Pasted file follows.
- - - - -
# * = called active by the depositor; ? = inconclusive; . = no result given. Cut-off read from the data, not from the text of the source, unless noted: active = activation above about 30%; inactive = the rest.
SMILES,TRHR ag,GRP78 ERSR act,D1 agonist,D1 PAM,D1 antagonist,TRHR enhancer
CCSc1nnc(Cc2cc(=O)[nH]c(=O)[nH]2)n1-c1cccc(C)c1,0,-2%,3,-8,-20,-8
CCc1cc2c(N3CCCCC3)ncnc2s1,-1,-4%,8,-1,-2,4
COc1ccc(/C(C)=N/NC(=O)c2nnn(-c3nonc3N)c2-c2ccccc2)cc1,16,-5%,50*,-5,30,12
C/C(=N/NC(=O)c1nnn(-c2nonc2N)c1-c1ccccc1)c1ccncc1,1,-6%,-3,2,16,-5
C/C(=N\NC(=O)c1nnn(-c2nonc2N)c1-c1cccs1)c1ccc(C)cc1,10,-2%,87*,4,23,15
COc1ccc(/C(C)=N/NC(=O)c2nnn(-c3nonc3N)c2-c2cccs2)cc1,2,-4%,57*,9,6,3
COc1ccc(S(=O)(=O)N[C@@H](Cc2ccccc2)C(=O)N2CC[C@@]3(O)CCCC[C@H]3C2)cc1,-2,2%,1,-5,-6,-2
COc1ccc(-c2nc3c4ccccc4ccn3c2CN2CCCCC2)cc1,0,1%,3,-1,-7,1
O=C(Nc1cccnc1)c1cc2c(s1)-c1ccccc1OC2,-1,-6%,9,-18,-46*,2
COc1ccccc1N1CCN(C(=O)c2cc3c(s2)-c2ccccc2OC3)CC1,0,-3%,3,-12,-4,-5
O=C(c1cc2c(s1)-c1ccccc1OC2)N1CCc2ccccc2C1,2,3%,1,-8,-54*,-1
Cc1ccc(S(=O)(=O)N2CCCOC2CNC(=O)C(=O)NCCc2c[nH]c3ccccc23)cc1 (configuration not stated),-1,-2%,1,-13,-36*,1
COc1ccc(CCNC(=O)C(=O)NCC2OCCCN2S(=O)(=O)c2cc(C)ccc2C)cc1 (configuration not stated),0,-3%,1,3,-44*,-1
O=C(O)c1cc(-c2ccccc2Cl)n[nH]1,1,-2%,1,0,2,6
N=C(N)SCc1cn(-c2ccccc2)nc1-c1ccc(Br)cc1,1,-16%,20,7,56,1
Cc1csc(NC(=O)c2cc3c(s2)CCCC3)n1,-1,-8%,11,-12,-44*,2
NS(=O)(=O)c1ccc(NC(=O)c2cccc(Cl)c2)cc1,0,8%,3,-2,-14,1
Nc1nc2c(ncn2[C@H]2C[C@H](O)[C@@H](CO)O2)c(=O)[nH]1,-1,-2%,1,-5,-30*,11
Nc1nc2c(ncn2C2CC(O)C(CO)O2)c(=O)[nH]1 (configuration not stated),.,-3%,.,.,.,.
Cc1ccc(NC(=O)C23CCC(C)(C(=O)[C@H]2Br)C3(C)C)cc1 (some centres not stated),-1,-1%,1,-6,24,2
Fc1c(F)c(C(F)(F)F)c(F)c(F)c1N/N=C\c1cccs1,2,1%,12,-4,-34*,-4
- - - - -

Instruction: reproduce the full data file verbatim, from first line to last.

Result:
# * = called active by the depositor; ? = inconclusive; . = no result given. Cut-off read from the data, not from the text of the source, unless noted: active = activation above about 30%; inactive = the rest.
SMILES,TRHR ag,GRP78 ERSR act,D1 agonist,D1 PAM,D1 antagonist,TRHR enhancer
CCSc1nnc(Cc2cc(=O)[nH]c(=O)[nH]2)n1-c1cccc(C)c1,0,-2%,3,-8,-20,-8
CCc1cc2c(N3CCCCC3)ncnc2s1,-1,-4%,8,-1,-2,4
COc1ccc(/C(C)=N/NC(=O)c2nnn(-c3nonc3N)c2-c2ccccc2)cc1,16,-5%,50*,-5,30,12
C/C(=N/NC(=O)c1nnn(-c2nonc2N)c1-c1ccccc1)c1ccncc1,1,-6%,-3,2,16,-5
C/C(=N\NC(=O)c1nnn(-c2nonc2N)c1-c1cccs1)c1ccc(C)cc1,10,-2%,87*,4,23,15
COc1ccc(/C(C)=N/NC(=O)c2nnn(-c3nonc3N)c2-c2cccs2)cc1,2,-4%,57*,9,6,3
COc1ccc(S(=O)(=O)N[C@@H](Cc2ccccc2)C(=O)N2CC[C@@]3(O)CCCC[C@H]3C2)cc1,-2,2%,1,-5,-6,-2
COc1ccc(-c2nc3c4ccccc4ccn3c2CN2CCCCC2)cc1,0,1%,3,-1,-7,1
O=C(Nc1cccnc1)c1cc2c(s1)-c1ccccc1OC2,-1,-6%,9,-18,-46*,2
COc1ccccc1N1CCN(C(=O)c2cc3c(s2)-c2ccccc2OC3)CC1,0,-3%,3,-12,-4,-5
O=C(c1cc2c(s1)-c1ccccc1OC2)N1CCc2ccccc2C1,2,3%,1,-8,-54*,-1
Cc1ccc(S(=O)(=O)N2CCCOC2CNC(=O)C(=O)NCCc2c[nH]c3ccccc23)cc1 (configuration not stated),-1,-2%,1,-13,-36*,1
COc1ccc(CCNC(=O)C(=O)NCC2OCCCN2S(=O)(=O)c2cc(C)ccc2C)cc1 (configuration not stated),0,-3%,1,3,-44*,-1
O=C(O)c1cc(-c2ccccc2Cl)n[nH]1,1,-2%,1,0,2,6
N=C(N)SCc1cn(-c2ccccc2)nc1-c1ccc(Br)cc1,1,-16%,20,7,56,1
Cc1csc(NC(=O)c2cc3c(s2)CCCC3)n1,-1,-8%,11,-12,-44*,2
NS(=O)(=O)c1ccc(NC(=O)c2cccc(Cl)c2)cc1,0,8%,3,-2,-14,1
Nc1nc2c(ncn2[C@H]2C[C@H](O)[C@@H](CO)O2)c(=O)[nH]1,-1,-2%,1,-5,-30*,11
Nc1nc2c(ncn2C2CC(O)C(CO)O2)c(=O)[nH]1 (configuration not stated),.,-3%,.,.,.,.
Cc1ccc(NC(=O)C23CCC(C)(C(=O)[C@H]2Br)C3(C)C)cc1 (some centres not stated),-1,-1%,1,-6,24,2
Fc1c(F)c(C(F)(F)F)c(F)c(F)c1N/N=C\c1cccs1,2,1%,12,-4,-34*,-4